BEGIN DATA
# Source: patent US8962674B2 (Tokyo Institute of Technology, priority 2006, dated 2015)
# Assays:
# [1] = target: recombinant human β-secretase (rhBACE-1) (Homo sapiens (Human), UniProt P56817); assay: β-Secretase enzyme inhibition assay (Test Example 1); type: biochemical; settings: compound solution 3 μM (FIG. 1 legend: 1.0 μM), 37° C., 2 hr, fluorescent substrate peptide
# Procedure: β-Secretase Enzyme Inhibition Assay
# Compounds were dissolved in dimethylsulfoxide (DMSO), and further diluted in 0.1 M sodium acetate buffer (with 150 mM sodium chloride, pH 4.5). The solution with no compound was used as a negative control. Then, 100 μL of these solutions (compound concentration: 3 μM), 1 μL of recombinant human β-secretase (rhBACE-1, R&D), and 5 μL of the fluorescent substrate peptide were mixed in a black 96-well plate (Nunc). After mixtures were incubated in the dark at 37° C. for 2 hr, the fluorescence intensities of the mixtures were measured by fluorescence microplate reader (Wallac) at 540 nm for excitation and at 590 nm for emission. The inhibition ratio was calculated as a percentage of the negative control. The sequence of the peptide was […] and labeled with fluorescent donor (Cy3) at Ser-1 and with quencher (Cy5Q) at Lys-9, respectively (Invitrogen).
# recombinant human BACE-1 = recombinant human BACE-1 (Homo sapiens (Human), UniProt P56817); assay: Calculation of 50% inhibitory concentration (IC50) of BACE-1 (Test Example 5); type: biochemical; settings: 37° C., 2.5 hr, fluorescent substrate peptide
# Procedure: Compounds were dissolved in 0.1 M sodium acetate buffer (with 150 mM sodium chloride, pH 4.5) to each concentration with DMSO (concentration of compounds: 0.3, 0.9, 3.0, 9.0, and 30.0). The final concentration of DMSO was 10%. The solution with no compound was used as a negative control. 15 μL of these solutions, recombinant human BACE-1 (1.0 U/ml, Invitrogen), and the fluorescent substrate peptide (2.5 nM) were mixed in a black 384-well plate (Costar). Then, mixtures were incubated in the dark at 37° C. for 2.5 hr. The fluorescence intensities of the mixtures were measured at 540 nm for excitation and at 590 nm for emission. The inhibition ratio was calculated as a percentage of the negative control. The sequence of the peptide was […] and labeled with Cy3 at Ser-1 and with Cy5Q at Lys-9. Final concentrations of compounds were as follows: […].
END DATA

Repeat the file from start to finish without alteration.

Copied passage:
# Source: patent US8962674B2 (Tokyo Institute of Technology, priority 2006, dated 2015)
# Assays:
# [1] = target: recombinant human β-secretase (rhBACE-1) (Homo sapiens (Human), UniProt P56817); assay: β-Secretase enzyme inhibition assay (Test Example 1); type: biochemical; settings: compound solution 3 μM (FIG. 1 legend: 1.0 μM), 37° C., 2 hr, fluorescent substrate peptide
# Procedure: β-Secretase Enzyme Inhibition Assay
# Compounds were dissolved in dimethylsulfoxide (DMSO), and further diluted in 0.1 M sodium acetate buffer (with 150 mM sodium chloride, pH 4.5). The solution with no compound was used as a negative control. Then, 100 μL of these solutions (compound concentration: 3 μM), 1 μL of recombinant human β-secretase (rhBACE-1, R&D), and 5 μL of the fluorescent substrate peptide were mixed in a black 96-well plate (Nunc). After mixtures were incubated in the dark at 37° C. for 2 hr, the fluorescence intensities of the mixtures were measured by fluorescence microplate reader (Wallac) at 540 nm for excitation and at 590 nm for emission. The inhibition ratio was calculated as a percentage of the negative control. The sequence of the peptide was […] and labeled with fluorescent donor (Cy3) at Ser-1 and with quencher (Cy5Q) at Lys-9, respectively (Invitrogen).
# recombinant human BACE-1 = recombinant human BACE-1 (Homo sapiens (Human), UniProt P56817); assay: Calculation of 50% inhibitory concentration (IC50) of BACE-1 (Test Example 5); type: biochemical; settings: 37° C., 2.5 hr, fluorescent substrate peptide
# Procedure: Compounds were dissolved in 0.1 M sodium acetate buffer (with 150 mM sodium chloride, pH 4.5) to each concentration with DMSO (concentration of compounds: 0.3, 0.9, 3.0, 9.0, and 30.0). The final concentration of DMSO was 10%. The solution with no compound was used as a negative control. 15 μL of these solutions, recombinant human BACE-1 (1.0 U/ml, Invitrogen), and the fluorescent substrate peptide (2.5 nM) were mixed in a black 384-well plate (Costar). Then, mixtures were incubated in the dark at 37° C. for 2.5 hr. The fluorescence intensities of the mixtures were measured at 540 nm for excitation and at 590 nm for emission. The inhibition ratio was calculated as a percentage of the negative control. The sequence of the peptide was […] and labeled with Cy3 at Ser-1 and with Cy5Q at Lys-9. Final concentrations of compounds were as follows: […].